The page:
Last week’s wonderful news that India’s Supreme Court decriminalized consensual sex between adults, in effect decriminalizing lesbian and gay relations, has rightly been received by accolades from around the globe. The New York Times reported that the gay ban was one of the oldest in the world and that the court declared it “irrational, indefensible and manifestly arbitrary.” The court’s decision also ordered that gay and lesbian Indians receive all of the protections of the nation’s Constitution.
Unmentioned, though, in all of the responses is the fact in 2013 when the court had declared lesbian and gay sexual activity as a “crime against nature,” setting off the recent debate, the only religious leader in India who spoke out for the rights of these sexual minorities was Cardinal Oswald Gracias, archbishop of Bombay, who at the time was also president of the Indian Catholic bishops’ conference. (He was re-elected president in February 2018.) Bondings 2.0 reported on Gracias’ support at the time, quoting his statement:
“[T]he Catholic Church has never been opposed to the decriminalisation of homosexuality, because we have never considered gay people criminals. As Christians, we express our full respect for homosexuals. The Catholic Church is opposed to the legalisation of gay marriage, but teaches that homosexuals have the same dignity of every human being and condemns all forms of unjust discrimination, harassment or abuse.”
In the same year, Gracias also directed his priests to speak more sensitively about LGBT people.
That wasn’t Gracias’ only intervention. In 2015, he stated in an interview with The Hindu Times:
“For me it’s a question of understanding that it’s an orientation. . .I know there is still research being done whether it’s a matter of choice or matter of orientation and there are two opinions on this matter. But I believe maybe people have this orientation that God has given them and for this reason they should not be ostracised from society.”
“I had been reflecting on the question of whether the church should be more welcoming towards members of the LGBT community for some time. I met some groups and associations of LGBTs and I had an understanding for them. I don’t want them to feel ostracised. . . .
“When you interact with them you realise that they are everybody, they are sons and daughters of our own friends and our own society. But it is still something that is hidden and in the closet. People are frightened to come out because of the lack of acceptance.”
Also in 2015, in an exclusive interview with Bondings 2.0 during the Vatican’s synod on the family, Gracias said that his message to LGBT people is:
“The Church embraces you, wants you, and the Church needs you.”
In 2016, in an interview with The Hindustan Times, Gracias again spoke out against the criminalization law, saying:
“I have met some groups and associations of LGBTs and I had an understanding for them. I don’t want them to feel ostracised. . .I feel that homosexuality should not be criminalised. For me it’s a question of understanding that it’s an orientation. . .
“I believe maybe people have this orientation that God has given them and for this reason they should not be ostracised from society. The Church is concerned, and if you’re Christian or Catholic and if you’re part of the Church you have to have compassion, sympathy and understanding toward them.”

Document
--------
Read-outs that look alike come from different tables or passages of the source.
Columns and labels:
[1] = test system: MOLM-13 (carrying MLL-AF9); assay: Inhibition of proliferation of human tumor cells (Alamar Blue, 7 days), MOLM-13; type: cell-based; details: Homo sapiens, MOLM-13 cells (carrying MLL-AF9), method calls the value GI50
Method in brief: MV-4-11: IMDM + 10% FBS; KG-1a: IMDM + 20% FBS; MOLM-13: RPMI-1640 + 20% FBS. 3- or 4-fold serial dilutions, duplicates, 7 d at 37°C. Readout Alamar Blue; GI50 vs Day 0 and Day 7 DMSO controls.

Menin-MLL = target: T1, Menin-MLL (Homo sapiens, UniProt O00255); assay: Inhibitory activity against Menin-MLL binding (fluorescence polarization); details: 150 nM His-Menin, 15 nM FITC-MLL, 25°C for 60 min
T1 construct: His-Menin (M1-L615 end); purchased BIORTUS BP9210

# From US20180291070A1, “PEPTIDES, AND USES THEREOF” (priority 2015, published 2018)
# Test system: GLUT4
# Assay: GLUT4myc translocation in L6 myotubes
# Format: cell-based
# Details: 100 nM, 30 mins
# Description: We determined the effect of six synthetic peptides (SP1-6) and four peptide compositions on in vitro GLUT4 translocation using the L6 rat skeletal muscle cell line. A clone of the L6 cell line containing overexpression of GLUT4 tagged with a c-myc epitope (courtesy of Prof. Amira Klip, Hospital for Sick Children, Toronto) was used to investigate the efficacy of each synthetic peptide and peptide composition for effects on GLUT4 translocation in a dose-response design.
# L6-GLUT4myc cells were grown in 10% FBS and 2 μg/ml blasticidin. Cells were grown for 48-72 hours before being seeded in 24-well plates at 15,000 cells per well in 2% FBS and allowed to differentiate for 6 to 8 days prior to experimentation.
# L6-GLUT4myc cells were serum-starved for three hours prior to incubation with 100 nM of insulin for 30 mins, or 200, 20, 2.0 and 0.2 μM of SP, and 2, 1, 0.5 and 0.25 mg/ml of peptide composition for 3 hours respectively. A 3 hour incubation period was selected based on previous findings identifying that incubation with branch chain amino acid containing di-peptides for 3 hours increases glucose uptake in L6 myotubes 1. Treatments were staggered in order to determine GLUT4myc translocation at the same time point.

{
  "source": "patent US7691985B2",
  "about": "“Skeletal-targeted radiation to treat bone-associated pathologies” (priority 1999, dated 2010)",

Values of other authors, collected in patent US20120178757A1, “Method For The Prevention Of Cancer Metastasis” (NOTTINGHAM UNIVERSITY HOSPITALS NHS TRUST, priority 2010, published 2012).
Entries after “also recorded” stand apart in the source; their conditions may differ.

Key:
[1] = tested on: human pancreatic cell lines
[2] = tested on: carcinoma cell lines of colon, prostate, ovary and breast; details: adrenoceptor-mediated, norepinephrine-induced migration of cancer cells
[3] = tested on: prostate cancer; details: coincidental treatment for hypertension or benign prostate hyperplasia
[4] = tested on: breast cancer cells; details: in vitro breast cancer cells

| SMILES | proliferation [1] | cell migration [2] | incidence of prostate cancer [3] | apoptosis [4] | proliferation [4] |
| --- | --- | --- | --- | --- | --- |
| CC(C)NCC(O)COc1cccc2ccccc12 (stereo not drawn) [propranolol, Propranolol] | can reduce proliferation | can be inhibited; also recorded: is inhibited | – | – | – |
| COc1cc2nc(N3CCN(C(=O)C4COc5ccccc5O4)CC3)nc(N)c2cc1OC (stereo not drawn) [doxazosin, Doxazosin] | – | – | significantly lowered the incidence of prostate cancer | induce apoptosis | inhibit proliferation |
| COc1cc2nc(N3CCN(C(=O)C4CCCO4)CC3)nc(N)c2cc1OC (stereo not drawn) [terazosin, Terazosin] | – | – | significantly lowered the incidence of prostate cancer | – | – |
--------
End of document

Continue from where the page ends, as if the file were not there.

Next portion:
The law, known as Section 377, which India’s Supreme Court overturned was a hold over from the days of British colonial rule and was still being enforced. The New York Times report said
“. . .for gays in India, prison was only one of the risks. The law was often used as a cudgel to intimidate, blackmail and abuse. . . . Many gays feared that if they reported crimes like rape, they would be the ones arrested. Some gay people shared stories about being raped by police officers and then threatened with jail time if they ever came forward.”
The Times also made the observation that though the law has changed, there is still much work to be done in India in regard to social and cultural attitudes toward gay and lesbian people:
“. . . [H]owever historic the ruling of the court, considered a liberal counterweight to the conservative politics sweeping India, gay people here know that their landscape remains treacherous. Changing a law is one thing — changing deeply held mind-sets another. And few suggested that other major victories, like same-sex marriage, were on the near horizon.
“Many Indians are extremely socially conservative, going to great lengths to arrange marriages with the right families, of the right castes. Loved ones who try to rebel are often ostracized. Countless gays have been shunned by their parents and persecuted by society.”
Interestingly, the article points out, Hinduism, the dominant religion in India, is accepting of same-gender relationships. The Hindu political party in power, which is very conservative, did not take a stand on Section 377. It was Christian groups in India who put up the most aggressive defense of keeping the criminalization law in place.
It is precisely because of the Christian opposition homosexuality in India that makes Cardinal Gracias’ stand so significant. 28 million Christians live in India, making up only about 2.5% of the population. Of the 28 million, about 17 million are Catholic. So the cardinal’s stand can help to sway more than half of the Christian population of the country.
It is inspiring that Cardinal Gracias, who is a close advisor to Pope Francis, has made such strong statements for gay and lesbian acceptance. We wish bishops in other nations where LGBT people face oppressive and often violent discrimination would follow his example.
–Francis DeBernardo, New Ways Ministry, September 11, 2018